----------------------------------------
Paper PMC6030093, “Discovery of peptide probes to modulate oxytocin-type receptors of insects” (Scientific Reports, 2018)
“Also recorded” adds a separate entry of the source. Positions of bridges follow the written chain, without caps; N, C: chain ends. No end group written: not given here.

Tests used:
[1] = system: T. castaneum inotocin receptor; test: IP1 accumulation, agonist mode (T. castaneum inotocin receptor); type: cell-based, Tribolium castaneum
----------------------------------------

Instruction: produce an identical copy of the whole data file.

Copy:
Paper PMC6030093, “Discovery of peptide probes to modulate oxytocin-type receptors of insects” (Scientific Reports, 2018)
“Also recorded” adds a separate entry of the source. Positions of bridges follow the written chain, without caps; N, C: chain ends. No end group written: not given here.

Tests used:
[1] = system: T. castaneum inotocin receptor; test: IP1 accumulation, agonist mode (T. castaneum inotocin receptor); type: cell-based, Tribolium castaneum